It will be understood that upon the insertion of one or another of the aforementioned resistors, the operating characteristics of amplifier 18 may be changed so that together with other changes in the circuit, rebalancing of the amplifier is necessary. In point of fact the computer 32 has in the past been used to perform a relatively automatic operation of this type, by continually examining the output signal 30, i.e. at the amplifier 18 output and providing an appropriate bit correction pattern to bus 36. This bit pattern includes appropriate identification data so that an addressable latch such as at 38, can withdraw the information from bus 36 and provide same to a suitable digital-to-analog converter, which can then feed back, i.e. via the input 28, a correction signal which is precisely appropriate to assure balance of amplifier 18 at all times. It has been mentioned that this approach however, suffers from the serious drawback that the memory capacity of the DAC 40 has to be inordinate in terms of complexity -- and consequent cost.

In accordance with the central aspect of the present invention, the resolution required of DAC 40 is severely curtailed. Thus in particular the elements proceeding up to and including DAC 40, i.e. the computer 32 bus 36 addressable latch 38, and DAC 40, as has been shown in the prior art, do indeed effect a scaling of output signal 30 from amplifier 18 -- but it is only a scaling that is effected and not a final resolution to the required final adjusting level. That final adjusting level is enabled in the invention, by inserting in the feedback loop one or another of the resistors 62, 64 or 66. The insertion of these resistors is enabled by appropriate opening or closing of the switching means 68, 70 or 72. Control of these switches is enabled via the control line 74, which may be regarded as actuated by the same computer or similar control device 32 which effects selection among the resistors 50, 52 or 54. In other words, in accordance with the invention, a correlation is effected in the choice of the range resistor on the one hand, and in the choice of the error signal balancing resistor on the other, so that automatic compensation for the range change is in part effected by the direct and simplistic approach of inserting a corresponding resistive change in the balancing loop to the amplifier. This in turn reduces the resolution requirements imposed on DAC 40, which thus in a typical application to which the present invention appertains, may be reduced to a relatively simple eight bit unit.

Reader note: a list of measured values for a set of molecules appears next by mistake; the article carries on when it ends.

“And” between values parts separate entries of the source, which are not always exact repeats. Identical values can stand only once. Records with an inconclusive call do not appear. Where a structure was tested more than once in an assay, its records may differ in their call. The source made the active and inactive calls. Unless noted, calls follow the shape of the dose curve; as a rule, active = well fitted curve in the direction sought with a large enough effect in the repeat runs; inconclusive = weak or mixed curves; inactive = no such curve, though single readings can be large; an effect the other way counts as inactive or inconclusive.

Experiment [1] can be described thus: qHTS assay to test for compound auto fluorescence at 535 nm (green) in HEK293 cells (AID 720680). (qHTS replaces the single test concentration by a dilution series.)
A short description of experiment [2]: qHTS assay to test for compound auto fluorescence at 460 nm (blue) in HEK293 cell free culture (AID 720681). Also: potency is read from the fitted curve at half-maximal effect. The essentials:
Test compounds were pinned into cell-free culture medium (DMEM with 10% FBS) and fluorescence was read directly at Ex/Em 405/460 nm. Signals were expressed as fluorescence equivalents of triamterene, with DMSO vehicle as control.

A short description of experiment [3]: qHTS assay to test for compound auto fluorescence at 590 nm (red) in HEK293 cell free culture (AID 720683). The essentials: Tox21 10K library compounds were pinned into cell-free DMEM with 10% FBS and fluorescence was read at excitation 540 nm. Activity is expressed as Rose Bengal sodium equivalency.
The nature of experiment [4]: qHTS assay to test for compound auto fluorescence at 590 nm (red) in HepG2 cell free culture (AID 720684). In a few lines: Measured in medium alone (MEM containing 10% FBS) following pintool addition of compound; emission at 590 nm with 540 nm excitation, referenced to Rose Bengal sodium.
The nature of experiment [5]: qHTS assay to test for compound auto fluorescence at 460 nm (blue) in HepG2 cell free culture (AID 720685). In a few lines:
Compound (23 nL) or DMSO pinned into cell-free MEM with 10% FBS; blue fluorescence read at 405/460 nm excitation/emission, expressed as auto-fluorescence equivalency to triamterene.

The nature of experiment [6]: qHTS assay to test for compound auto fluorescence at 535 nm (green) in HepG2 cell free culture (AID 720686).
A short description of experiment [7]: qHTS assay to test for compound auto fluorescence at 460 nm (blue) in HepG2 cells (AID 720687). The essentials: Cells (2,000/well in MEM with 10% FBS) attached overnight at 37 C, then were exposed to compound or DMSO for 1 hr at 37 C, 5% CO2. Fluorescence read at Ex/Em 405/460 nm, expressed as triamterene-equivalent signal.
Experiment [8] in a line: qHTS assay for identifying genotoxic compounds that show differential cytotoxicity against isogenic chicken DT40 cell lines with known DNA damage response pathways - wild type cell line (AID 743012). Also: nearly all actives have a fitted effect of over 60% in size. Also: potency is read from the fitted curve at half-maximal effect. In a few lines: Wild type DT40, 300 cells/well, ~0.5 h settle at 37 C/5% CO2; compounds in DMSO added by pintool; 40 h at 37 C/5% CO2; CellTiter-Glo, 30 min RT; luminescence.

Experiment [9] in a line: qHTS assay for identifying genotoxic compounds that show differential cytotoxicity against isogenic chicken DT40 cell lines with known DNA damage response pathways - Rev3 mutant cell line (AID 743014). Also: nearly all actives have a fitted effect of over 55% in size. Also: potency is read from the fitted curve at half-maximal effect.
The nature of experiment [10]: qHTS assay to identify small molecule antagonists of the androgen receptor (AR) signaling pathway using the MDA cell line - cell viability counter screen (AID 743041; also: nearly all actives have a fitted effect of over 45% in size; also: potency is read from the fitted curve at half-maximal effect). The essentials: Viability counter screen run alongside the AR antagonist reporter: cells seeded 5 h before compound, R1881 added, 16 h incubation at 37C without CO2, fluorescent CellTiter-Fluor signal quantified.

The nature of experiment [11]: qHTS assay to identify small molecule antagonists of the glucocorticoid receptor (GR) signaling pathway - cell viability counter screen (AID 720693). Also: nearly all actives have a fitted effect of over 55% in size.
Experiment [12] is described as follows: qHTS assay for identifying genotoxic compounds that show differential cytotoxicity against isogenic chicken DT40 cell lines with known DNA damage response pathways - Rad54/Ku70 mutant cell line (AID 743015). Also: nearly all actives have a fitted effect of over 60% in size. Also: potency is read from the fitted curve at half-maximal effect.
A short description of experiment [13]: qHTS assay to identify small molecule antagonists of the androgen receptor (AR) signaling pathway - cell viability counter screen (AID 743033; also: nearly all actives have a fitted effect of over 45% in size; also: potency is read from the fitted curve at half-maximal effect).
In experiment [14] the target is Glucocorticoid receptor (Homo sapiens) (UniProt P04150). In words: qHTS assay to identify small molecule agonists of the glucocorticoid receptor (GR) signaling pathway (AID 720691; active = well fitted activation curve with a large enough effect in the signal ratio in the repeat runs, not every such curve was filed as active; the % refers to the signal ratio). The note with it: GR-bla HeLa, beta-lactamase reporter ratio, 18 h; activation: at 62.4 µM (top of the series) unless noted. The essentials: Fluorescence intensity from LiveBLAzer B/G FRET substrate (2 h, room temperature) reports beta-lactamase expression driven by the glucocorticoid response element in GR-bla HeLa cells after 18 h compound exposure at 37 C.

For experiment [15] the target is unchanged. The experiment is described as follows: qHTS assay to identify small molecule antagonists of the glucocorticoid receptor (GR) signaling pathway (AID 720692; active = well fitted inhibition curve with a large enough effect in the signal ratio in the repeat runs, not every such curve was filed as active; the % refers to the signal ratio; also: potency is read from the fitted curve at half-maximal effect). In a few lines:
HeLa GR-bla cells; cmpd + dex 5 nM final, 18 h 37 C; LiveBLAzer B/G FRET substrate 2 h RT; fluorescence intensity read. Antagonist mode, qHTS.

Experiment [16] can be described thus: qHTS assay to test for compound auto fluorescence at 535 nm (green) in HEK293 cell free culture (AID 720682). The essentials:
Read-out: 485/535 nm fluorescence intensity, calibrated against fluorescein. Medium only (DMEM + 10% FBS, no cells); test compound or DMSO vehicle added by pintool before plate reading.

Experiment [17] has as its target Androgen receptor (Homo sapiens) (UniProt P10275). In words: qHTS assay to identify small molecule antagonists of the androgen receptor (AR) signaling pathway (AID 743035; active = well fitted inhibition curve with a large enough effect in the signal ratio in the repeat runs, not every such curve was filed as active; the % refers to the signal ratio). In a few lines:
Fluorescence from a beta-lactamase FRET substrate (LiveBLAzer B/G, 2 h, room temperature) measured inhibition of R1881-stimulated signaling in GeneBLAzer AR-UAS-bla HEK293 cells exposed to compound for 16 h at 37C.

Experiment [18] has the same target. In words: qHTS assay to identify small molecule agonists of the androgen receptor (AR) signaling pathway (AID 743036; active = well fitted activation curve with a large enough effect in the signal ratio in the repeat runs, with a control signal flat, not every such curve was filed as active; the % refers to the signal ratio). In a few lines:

The switching means 70, 72 and 74 as discussed in connection with switch 56, may comprise simple electromechanical elements, or corresponding solid state switches may be used for the purpose -- with the said devices typically compassing reed switches.